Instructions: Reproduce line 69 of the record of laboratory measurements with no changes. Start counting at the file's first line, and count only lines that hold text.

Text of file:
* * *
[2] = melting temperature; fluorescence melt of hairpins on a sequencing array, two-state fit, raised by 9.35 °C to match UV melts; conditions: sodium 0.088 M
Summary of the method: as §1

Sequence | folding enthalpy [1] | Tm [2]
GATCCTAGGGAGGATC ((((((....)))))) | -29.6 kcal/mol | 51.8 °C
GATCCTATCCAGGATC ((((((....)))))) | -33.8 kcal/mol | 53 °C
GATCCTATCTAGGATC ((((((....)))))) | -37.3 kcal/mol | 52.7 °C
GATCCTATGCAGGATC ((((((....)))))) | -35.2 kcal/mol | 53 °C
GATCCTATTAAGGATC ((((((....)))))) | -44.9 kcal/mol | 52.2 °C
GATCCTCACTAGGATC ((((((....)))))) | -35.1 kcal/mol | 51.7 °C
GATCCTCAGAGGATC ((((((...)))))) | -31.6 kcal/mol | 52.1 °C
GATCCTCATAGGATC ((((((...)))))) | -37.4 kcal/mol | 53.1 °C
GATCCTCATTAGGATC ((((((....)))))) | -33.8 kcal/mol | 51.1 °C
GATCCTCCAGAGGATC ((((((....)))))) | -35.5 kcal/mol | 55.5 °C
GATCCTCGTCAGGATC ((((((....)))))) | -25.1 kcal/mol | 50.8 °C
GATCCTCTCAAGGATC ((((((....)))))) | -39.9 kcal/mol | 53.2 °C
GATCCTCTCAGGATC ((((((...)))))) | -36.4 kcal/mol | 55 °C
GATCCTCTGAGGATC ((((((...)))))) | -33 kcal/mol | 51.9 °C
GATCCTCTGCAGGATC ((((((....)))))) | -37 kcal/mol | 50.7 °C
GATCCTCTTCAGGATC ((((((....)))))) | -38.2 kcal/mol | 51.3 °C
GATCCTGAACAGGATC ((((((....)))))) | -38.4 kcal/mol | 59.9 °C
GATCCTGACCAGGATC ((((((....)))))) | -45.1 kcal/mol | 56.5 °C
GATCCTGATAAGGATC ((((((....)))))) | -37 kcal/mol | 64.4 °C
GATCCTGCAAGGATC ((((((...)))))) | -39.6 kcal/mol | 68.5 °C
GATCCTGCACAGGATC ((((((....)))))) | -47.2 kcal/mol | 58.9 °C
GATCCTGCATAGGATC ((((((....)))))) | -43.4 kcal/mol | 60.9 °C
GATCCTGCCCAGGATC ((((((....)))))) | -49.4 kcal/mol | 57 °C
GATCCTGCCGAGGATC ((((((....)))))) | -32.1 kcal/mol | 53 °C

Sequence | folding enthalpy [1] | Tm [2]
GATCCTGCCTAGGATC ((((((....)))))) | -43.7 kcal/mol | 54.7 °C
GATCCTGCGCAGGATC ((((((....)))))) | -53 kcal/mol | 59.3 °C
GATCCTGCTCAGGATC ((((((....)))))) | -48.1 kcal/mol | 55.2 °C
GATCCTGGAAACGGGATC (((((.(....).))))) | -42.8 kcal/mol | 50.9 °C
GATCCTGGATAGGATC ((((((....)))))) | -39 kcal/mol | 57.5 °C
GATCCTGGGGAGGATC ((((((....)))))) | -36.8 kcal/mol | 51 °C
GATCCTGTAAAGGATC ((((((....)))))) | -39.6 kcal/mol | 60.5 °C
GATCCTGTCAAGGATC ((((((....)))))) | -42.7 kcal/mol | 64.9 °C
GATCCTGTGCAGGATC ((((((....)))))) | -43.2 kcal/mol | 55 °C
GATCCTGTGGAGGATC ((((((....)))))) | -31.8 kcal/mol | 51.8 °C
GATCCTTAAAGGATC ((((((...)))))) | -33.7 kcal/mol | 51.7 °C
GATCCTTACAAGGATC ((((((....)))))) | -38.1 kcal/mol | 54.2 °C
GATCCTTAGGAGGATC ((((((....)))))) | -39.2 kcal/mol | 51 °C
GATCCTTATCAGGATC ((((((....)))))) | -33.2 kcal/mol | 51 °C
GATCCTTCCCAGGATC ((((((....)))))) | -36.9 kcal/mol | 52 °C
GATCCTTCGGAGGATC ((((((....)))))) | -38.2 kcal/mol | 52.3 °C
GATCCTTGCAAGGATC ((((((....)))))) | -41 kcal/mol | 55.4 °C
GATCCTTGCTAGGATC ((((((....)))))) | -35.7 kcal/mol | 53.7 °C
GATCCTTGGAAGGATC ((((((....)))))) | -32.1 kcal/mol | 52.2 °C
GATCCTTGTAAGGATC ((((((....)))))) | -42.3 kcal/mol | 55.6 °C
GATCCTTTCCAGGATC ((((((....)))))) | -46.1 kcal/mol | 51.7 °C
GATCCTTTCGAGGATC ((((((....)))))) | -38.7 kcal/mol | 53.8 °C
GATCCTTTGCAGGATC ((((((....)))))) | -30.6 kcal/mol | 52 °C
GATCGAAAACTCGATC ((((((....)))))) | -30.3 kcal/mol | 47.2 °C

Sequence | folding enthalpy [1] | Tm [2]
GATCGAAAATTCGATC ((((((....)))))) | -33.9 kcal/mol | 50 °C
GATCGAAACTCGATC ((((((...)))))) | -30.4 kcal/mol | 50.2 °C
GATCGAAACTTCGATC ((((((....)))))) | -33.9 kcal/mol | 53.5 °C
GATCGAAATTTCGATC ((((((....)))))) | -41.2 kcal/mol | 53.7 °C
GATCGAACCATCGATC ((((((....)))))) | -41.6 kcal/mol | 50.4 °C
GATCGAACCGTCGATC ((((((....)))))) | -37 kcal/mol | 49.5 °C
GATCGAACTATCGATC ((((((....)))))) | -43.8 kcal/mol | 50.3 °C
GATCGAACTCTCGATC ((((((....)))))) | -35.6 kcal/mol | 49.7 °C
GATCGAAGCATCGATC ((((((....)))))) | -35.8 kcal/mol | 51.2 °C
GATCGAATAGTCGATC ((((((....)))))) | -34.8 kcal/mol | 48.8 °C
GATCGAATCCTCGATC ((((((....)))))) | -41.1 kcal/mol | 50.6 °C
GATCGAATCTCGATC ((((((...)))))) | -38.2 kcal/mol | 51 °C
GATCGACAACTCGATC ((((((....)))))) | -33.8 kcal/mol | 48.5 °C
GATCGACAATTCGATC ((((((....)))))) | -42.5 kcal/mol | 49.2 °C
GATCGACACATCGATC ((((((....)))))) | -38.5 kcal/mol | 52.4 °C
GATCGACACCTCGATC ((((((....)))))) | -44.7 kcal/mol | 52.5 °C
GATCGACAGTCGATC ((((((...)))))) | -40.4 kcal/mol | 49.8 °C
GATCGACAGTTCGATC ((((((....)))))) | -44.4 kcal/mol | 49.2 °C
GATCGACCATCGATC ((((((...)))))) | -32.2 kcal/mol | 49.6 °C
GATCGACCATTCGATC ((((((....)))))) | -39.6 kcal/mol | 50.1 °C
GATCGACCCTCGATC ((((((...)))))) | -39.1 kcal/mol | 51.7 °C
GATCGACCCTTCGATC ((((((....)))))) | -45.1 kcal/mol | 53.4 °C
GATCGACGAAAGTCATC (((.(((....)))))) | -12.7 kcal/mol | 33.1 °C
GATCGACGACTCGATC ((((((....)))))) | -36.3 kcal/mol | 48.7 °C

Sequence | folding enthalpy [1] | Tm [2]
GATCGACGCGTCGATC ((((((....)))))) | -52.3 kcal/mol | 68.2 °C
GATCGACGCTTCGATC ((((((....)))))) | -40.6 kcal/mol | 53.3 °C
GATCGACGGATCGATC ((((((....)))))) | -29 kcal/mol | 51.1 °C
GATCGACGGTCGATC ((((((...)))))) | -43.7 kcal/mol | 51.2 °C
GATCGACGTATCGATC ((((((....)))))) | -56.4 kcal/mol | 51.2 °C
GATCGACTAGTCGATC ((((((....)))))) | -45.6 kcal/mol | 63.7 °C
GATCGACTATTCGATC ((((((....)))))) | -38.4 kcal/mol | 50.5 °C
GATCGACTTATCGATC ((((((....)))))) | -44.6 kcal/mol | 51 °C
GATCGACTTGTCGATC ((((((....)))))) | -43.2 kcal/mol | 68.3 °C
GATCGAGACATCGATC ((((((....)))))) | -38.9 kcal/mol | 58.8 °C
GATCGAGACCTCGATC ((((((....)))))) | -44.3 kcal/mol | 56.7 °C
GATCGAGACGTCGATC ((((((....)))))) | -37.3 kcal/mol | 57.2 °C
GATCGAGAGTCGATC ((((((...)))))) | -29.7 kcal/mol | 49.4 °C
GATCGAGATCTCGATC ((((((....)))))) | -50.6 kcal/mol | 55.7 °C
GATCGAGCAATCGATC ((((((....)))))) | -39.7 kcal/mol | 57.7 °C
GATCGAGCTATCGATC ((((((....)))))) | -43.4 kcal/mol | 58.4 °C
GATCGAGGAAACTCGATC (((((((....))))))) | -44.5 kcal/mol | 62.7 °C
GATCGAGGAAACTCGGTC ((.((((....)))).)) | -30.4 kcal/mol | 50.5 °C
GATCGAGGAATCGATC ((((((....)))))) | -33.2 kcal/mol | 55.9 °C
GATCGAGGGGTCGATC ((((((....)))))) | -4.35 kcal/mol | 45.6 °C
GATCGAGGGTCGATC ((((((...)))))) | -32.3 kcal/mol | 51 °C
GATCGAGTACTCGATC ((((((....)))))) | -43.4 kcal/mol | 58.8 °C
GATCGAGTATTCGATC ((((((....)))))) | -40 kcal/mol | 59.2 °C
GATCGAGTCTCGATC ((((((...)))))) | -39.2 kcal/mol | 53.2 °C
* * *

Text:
GATCGACACCTCGATC ((((((....)))))) | -44.7 kcal/mol | 52.5 °C